Treatment of cancer could be much more effective if the patient is introduced in a state of hibernation, which can be compared with the hibernation of bears.
Thus will primarily strengthen the body and strengthening of the healthy cells would provide greater resistance to the body during radiation. This idea comes from the growing number of research relating to radiation therapy, as well as the experiences of patients who participated in yet unconventional treatments for freezing. According to their words, the treatment has worked well.
Hibernation primarily slows the processes of respiration, the work of the heart muscle, metabolism and oxygen consumption. In the words of the Italian physicists Marco Durante, those reactions might suggest a way for further research into treating patients with cancer, writes “Telegraph”.
“Half of all cases of cancer are patients whose disease progressed seriously. Unfortunately they have more metastases in the body, so possible treatment with hibernation that slows the progression of the disease would be one way to buy time. In this case, treatment with radiation would not be fatal on already poor health of the patient, “said Durante and adds that every treatment in cancer treatment is specific in itself.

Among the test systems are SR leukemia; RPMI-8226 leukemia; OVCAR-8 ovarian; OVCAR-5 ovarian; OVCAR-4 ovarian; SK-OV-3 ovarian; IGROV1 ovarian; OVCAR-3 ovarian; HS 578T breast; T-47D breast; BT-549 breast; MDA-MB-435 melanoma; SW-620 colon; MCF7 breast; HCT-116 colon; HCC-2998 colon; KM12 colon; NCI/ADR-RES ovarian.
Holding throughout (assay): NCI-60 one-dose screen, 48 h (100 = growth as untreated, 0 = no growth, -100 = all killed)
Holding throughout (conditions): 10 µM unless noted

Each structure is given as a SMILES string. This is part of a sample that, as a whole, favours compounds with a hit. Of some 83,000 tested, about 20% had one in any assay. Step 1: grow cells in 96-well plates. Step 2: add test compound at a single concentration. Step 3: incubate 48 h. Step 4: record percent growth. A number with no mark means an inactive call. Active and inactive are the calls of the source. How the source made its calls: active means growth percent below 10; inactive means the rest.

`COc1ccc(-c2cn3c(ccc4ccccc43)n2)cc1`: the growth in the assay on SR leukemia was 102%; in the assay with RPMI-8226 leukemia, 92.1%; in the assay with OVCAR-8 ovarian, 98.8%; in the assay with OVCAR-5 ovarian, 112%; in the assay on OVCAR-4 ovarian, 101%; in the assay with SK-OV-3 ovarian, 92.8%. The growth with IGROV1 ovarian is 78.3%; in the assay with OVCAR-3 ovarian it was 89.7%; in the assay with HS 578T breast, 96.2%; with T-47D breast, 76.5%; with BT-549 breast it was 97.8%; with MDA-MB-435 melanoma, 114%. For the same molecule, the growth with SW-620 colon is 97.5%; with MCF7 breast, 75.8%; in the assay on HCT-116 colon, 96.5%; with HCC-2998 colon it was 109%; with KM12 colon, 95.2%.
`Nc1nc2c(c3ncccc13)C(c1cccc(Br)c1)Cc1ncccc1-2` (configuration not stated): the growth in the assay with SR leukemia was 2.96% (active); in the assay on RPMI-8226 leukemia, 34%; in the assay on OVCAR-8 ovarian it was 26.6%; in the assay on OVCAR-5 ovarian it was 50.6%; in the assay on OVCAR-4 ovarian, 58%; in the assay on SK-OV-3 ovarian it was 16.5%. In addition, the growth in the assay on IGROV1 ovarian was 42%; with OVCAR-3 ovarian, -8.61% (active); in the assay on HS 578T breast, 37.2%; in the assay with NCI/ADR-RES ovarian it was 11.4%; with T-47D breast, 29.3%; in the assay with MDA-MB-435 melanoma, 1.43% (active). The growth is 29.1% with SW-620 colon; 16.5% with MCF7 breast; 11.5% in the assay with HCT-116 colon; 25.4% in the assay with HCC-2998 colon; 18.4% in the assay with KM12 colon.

“You can’t to remove all metastases in the same way. There are organs where surgery is absolutely impossible. In an attempt to kill the cancer you will kill the patient. Radiation therapy is sometimes the only solution, and our ambition is to strengthen the body in hibernation, “said Durante.
Hibernation would be achieved by reducing body temperature. Italian experts as an encouraging example cited the case of the Swedish radiologist Anna Bagenholm. She collapsed through a hole in the ice, and was in the cold water for an hour. Her body temperature had dropped to just over 13 degrees Celsius, but she successfully recovered.
“It is difficult to predict the effects of the technique of induced hibernation. We will have to see the results of all the experiments made in the laboratory before we can definitively determine whether this procedure is safe for humans, “says Professor Peter Johnson, chief doctor at the British Institute for the Study of cancer.